Paiute – The Water Ute

Paviotso Paiute making petroglyphs. 1924 by Edward S. Curtis.

Paviotso Paiute making petroglyphs. 1924 by Edward S. Curtis.

The term Paiute involved a great deal of confusion in the 1800s. In common usage, it was applied at one time or another to most of the Shoshonean tribes of west Utah, northern Arizona, southern Idaho, eastern Oregon, Nevada, and eastern and southern California. The generally accepted idea is that Paiute means either “water Ute” or “true Ute.”

John Wesley Powell stated that the name properly belonged exclusively to the Corn Creek tribe of southwest Utah, but was extended to include many other tribes and employed as a convenient divisional name for the tribes occupying southwest Utah, the southwest part of Nevada, and the northwest part of Arizona.

With regard to the Indians of Walker River and Pyramid Lake reservations, who constitute the main body of those commonly known as Paiute, Powell claimed that they were not Paiute at all, but another tribe which he called Paviotso. He stated:

“The names by which the tribes are known to white men and the department give no clue to the relationship of the Indians. For example, the Indians in the vicinity of the reservation on the Muddy River and the Indians on the Walker River and Pyramid Lake reservations are called Pai or Pair Utes, but the Indians know only those on the Muddy by that name, while those on the other two reservations are known as Paviotsoes, and speak a very different language, but closely allied to, if not identical with, that of the Bannocks”

The Indians of Walker River and Pyramid lake claimed the Bannock as their cousins and said that they spoke the same language. The different small bands had little political coherence, and there was no recognized head-chief. The most influential chiefs among them were Winnemucca and Natchez. As a rule, they were peaceable and friendly toward the whites, although in the early 1860’s they several times came into collision with miners and emigrants, hostility being frequently provoked by the whites themselves.

Paiute family and wikiup

Paiute family and wikiup

The Northern Paiute were more warlike than those of the south, and a considerable number of them took part in the Bannock War of 1878. Owing to the fact that the great majority of the Paiute (including the Paviotso) were not on reservations, many of them being attached to the ranches of white men, it was impossible to determine their population but were estimated at from 6,500 to 7,000.

As a people, the Paiute were peaceable, moral, and industrious, and were highly commended for their good qualities. By their willingness and efficiency as workers they made themselves necessary to the white farmers, which enabled to supply themselves with good clothing and many of the comforts of life, while on the other hand they steadily resisted the vices of civilization, so that they were spoken of by one agent as presenting the “singular anomaly” of improvement by contact with the whites. Another authority said:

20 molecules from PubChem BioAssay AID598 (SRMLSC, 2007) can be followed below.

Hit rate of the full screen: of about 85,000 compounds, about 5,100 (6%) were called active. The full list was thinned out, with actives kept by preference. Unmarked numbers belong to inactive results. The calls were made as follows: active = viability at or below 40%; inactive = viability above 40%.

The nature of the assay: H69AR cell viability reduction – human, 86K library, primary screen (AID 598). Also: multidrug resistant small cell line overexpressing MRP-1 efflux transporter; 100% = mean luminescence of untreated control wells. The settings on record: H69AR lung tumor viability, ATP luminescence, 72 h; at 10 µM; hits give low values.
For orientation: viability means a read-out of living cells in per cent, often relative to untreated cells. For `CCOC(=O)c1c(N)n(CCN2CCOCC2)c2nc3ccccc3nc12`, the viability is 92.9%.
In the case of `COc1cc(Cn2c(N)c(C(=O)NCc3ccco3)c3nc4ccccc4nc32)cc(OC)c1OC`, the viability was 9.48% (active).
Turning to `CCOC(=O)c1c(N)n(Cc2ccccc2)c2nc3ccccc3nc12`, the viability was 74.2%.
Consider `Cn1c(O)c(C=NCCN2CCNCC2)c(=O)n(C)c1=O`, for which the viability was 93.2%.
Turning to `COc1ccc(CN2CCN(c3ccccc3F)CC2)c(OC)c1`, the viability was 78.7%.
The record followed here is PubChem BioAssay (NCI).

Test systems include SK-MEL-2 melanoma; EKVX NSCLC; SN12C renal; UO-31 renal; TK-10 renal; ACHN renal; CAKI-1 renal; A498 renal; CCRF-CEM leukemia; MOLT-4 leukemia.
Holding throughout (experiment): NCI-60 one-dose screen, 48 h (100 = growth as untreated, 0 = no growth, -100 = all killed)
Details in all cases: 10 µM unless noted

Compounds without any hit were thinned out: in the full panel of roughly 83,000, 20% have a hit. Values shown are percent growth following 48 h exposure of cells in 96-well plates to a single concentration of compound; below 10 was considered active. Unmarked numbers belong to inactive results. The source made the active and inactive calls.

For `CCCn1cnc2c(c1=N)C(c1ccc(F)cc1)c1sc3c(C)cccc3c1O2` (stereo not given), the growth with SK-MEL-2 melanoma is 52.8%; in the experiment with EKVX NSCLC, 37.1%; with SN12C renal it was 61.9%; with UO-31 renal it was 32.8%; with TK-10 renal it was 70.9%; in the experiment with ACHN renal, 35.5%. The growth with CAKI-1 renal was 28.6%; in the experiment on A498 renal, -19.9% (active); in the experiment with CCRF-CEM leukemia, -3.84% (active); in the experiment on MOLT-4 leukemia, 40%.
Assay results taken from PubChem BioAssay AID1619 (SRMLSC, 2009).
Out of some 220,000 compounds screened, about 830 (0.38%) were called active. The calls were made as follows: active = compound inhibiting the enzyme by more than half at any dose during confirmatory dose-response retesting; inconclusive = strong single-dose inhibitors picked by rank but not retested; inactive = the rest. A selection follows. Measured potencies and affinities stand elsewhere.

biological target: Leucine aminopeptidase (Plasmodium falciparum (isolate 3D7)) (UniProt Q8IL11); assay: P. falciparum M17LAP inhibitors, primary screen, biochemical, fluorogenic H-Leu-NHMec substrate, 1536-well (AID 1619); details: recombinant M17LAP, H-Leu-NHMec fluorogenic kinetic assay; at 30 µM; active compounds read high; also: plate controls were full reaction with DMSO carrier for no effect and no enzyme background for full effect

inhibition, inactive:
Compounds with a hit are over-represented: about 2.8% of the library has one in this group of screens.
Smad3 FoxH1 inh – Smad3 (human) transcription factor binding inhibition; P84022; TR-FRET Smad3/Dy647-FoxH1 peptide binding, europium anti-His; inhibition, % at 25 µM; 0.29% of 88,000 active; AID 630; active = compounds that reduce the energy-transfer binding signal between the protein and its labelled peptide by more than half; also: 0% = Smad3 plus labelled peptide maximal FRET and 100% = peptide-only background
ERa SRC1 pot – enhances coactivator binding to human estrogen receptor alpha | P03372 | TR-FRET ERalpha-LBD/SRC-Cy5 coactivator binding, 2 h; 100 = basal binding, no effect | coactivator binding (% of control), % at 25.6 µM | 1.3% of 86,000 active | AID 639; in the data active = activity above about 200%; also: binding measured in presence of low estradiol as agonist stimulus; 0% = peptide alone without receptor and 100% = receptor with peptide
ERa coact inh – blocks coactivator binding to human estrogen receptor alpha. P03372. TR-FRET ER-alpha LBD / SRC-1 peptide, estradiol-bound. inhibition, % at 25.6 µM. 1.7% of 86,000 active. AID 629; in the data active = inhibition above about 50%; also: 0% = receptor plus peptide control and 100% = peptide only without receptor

“To these habits and excellence of character may be attributed the fact that they are annually increasing in numbers, and that they are strong, healthy, active people. Many of them were  employed as laborers on the farms of white men in all seasons, but they were especially serviceable during the time of harvesting and haymaking.”

Aside from their earnings among the whites, they derived subsistence from the fish of the lakes, jackrabbits and small game of the sage plains and mountains, and from piñon nuts and other seeds, which they ground into flour for bread. Their ordinary dwelling was the wikiup, or small rounded hut, of tule rushes over a framework of poles, with the ground for a floor and the fire in the center, and almost entirely open at the top. Strangely enough, although appreciating the advantages of civilization so far as relates to good clothing and to such food as they can buy at the stores, they manifested no desire to live in permanent houses or to procure the furniture of civilization, and their wiki-ups were almost bare of everything excepting a few wicker or grass baskets of their own weaving.

Two more famous chiefs of the Paiute were Big Bill, who aided Mormon John D. Lee in the  Mountain Meadows Massacre in southern Utah in 1857 and Wovoka, a medicine man who originated the  Ghost Dance.

Paiute, 1873

Paiute, 1873

Today, the Paiute live on several reservations including the Fallon Indian Reservation, Pyramid Lake Indian Reservation, Summit Lake Indian Reservation, and Walker River Indian Reservations in Nevada; the Fort Hall Indian Reservation in southeast Idaho, and the Fort Bidwell Indian Reservation in California; as well as several other colonies sprinkled throughout the west.

By Frederick Webb Hodge, 1906. Compiled and edited by Kathy Weiser/Legends of America, updated November 2019.

About the Author: Adapted from the Handbook of American Indians, by Frederick Webb Hodge written in 1906. Though the context remains generally the same, some words, phrases, and the order of the material have been changed to correct grammar and spelling and to make this old document more easily read by the modern reader.

Also see:

Pipe Spring National Monument

Ghost Dance

Native Americans – First Owners of America

Native American Photo Galleries

Native American Tribes